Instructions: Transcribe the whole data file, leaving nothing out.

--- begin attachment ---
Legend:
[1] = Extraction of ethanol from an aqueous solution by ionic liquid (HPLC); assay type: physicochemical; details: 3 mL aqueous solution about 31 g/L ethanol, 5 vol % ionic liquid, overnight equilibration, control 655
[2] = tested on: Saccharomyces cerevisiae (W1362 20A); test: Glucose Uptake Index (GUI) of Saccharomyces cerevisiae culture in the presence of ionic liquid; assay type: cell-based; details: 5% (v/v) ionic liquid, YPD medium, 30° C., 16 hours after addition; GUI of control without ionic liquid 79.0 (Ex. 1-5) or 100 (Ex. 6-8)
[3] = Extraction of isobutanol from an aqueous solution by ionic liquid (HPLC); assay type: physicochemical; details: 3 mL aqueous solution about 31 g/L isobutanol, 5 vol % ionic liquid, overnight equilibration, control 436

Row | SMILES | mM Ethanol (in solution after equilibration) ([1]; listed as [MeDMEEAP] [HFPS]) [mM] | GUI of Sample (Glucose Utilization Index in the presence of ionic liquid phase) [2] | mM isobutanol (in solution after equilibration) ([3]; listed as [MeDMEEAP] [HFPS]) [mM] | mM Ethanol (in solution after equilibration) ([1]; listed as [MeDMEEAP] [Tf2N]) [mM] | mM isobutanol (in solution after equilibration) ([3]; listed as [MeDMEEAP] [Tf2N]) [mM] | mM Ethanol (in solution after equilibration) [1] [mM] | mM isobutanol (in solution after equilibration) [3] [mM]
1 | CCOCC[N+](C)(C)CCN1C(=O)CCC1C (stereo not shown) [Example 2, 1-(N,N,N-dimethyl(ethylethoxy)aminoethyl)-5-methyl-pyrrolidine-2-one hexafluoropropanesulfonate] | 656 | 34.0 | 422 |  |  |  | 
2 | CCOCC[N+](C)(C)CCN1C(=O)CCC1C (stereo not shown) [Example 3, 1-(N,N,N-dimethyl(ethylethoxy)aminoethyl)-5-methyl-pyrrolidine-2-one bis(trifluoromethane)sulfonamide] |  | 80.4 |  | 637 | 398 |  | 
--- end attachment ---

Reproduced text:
Legend:
[1] = Extraction of ethanol from an aqueous solution by ionic liquid (HPLC); assay type: physicochemical; details: 3 mL aqueous solution about 31 g/L ethanol, 5 vol % ionic liquid, overnight equilibration, control 655
[2] = tested on: Saccharomyces cerevisiae (W1362 20A); test: Glucose Uptake Index (GUI) of Saccharomyces cerevisiae culture in the presence of ionic liquid; assay type: cell-based; details: 5% (v/v) ionic liquid, YPD medium, 30° C., 16 hours after addition; GUI of control without ionic liquid 79.0 (Ex. 1-5) or 100 (Ex. 6-8)
[3] = Extraction of isobutanol from an aqueous solution by ionic liquid (HPLC); assay type: physicochemical; details: 3 mL aqueous solution about 31 g/L isobutanol, 5 vol % ionic liquid, overnight equilibration, control 436

Row | SMILES | mM Ethanol (in solution after equilibration) ([1]; listed as [MeDMEEAP] [HFPS]) [mM] | GUI of Sample (Glucose Utilization Index in the presence of ionic liquid phase) [2] | mM isobutanol (in solution after equilibration) ([3]; listed as [MeDMEEAP] [HFPS]) [mM] | mM Ethanol (in solution after equilibration) ([1]; listed as [MeDMEEAP] [Tf2N]) [mM] | mM isobutanol (in solution after equilibration) ([3]; listed as [MeDMEEAP] [Tf2N]) [mM] | mM Ethanol (in solution after equilibration) [1] [mM] | mM isobutanol (in solution after equilibration) [3] [mM]
1 | CCOCC[N+](C)(C)CCN1C(=O)CCC1C (stereo not shown) [Example 2, 1-(N,N,N-dimethyl(ethylethoxy)aminoethyl)-5-methyl-pyrrolidine-2-one hexafluoropropanesulfonate] | 656 | 34.0 | 422 |  |  |  | 
2 | CCOCC[N+](C)(C)CCN1C(=O)CCC1C (stereo not shown) [Example 3, 1-(N,N,N-dimethyl(ethylethoxy)aminoethyl)-5-methyl-pyrrolidine-2-one bis(trifluoromethane)sulfonamide] |  | 80.4 |  | 637 | 398 |  | 